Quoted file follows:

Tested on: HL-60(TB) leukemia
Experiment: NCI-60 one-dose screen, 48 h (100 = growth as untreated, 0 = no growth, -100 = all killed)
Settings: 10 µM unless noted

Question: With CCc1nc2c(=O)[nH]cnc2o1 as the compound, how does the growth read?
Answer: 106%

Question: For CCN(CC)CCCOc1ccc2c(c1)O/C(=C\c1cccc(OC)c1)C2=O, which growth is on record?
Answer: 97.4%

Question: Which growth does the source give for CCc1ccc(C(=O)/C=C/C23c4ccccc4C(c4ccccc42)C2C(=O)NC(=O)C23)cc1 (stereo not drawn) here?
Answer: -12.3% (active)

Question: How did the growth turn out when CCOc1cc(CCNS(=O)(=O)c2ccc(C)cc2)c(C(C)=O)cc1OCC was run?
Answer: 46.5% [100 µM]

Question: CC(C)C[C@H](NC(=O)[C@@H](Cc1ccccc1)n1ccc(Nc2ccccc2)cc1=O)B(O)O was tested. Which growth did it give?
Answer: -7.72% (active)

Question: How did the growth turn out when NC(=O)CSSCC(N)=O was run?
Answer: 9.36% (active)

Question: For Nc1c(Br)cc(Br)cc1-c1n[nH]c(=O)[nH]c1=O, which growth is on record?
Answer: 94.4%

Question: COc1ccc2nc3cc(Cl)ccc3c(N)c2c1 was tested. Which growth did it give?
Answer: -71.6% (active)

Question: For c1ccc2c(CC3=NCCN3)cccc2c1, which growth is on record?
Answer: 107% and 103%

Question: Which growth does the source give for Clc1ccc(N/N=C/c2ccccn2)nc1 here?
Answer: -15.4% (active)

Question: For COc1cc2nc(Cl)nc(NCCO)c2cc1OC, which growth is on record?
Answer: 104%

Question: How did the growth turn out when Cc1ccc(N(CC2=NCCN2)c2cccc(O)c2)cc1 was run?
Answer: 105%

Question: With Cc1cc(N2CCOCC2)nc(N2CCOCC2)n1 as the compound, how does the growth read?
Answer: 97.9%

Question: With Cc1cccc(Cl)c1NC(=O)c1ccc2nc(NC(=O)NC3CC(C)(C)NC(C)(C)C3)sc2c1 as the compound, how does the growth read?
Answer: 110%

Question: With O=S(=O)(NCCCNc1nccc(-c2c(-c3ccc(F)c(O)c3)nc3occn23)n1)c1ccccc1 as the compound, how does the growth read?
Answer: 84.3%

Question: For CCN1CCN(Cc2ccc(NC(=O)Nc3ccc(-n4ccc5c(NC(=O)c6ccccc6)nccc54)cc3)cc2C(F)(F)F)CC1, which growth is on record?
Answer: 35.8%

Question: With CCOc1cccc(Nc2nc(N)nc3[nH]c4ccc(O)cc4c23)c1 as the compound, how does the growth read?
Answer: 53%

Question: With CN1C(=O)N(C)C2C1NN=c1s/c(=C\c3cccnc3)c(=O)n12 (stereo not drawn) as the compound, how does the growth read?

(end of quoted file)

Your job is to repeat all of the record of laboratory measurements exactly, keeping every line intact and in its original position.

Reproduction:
Tested on: HL-60(TB) leukemia
Experiment: NCI-60 one-dose screen, 48 h (100 = growth as untreated, 0 = no growth, -100 = all killed)
Settings: 10 µM unless noted

Question: With CCc1nc2c(=O)[nH]cnc2o1 as the compound, how does the growth read?
Answer: 106%

Question: For CCN(CC)CCCOc1ccc2c(c1)O/C(=C\c1cccc(OC)c1)C2=O, which growth is on record?
Answer: 97.4%

Question: Which growth does the source give for CCc1ccc(C(=O)/C=C/C23c4ccccc4C(c4ccccc42)C2C(=O)NC(=O)C23)cc1 (stereo not drawn) here?
Answer: -12.3% (active)

Question: How did the growth turn out when CCOc1cc(CCNS(=O)(=O)c2ccc(C)cc2)c(C(C)=O)cc1OCC was run?
Answer: 46.5% [100 µM]

Question: CC(C)C[C@H](NC(=O)[C@@H](Cc1ccccc1)n1ccc(Nc2ccccc2)cc1=O)B(O)O was tested. Which growth did it give?
Answer: -7.72% (active)

Question: How did the growth turn out when NC(=O)CSSCC(N)=O was run?
Answer: 9.36% (active)

Question: For Nc1c(Br)cc(Br)cc1-c1n[nH]c(=O)[nH]c1=O, which growth is on record?
Answer: 94.4%

Question: COc1ccc2nc3cc(Cl)ccc3c(N)c2c1 was tested. Which growth did it give?
Answer: -71.6% (active)

Question: For c1ccc2c(CC3=NCCN3)cccc2c1, which growth is on record?
Answer: 107% and 103%

Question: Which growth does the source give for Clc1ccc(N/N=C/c2ccccn2)nc1 here?
Answer: -15.4% (active)

Question: For COc1cc2nc(Cl)nc(NCCO)c2cc1OC, which growth is on record?
Answer: 104%

Question: How did the growth turn out when Cc1ccc(N(CC2=NCCN2)c2cccc(O)c2)cc1 was run?
Answer: 105%

Question: With Cc1cc(N2CCOCC2)nc(N2CCOCC2)n1 as the compound, how does the growth read?
Answer: 97.9%

Question: With Cc1cccc(Cl)c1NC(=O)c1ccc2nc(NC(=O)NC3CC(C)(C)NC(C)(C)C3)sc2c1 as the compound, how does the growth read?
Answer: 110%

Question: With O=S(=O)(NCCCNc1nccc(-c2c(-c3ccc(F)c(O)c3)nc3occn23)n1)c1ccccc1 as the compound, how does the growth read?
Answer: 84.3%

Question: For CCN1CCN(Cc2ccc(NC(=O)Nc3ccc(-n4ccc5c(NC(=O)c6ccccc6)nccc54)cc3)cc2C(F)(F)F)CC1, which growth is on record?
Answer: 35.8%

Question: With CCOc1cccc(Nc2nc(N)nc3[nH]c4ccc(O)cc4c23)c1 as the compound, how does the growth read?
Answer: 53%

Question: With CN1C(=O)N(C)C2C1NN=c1s/c(=C\c3cccnc3)c(=O)n12 (stereo not drawn) as the compound, how does the growth read?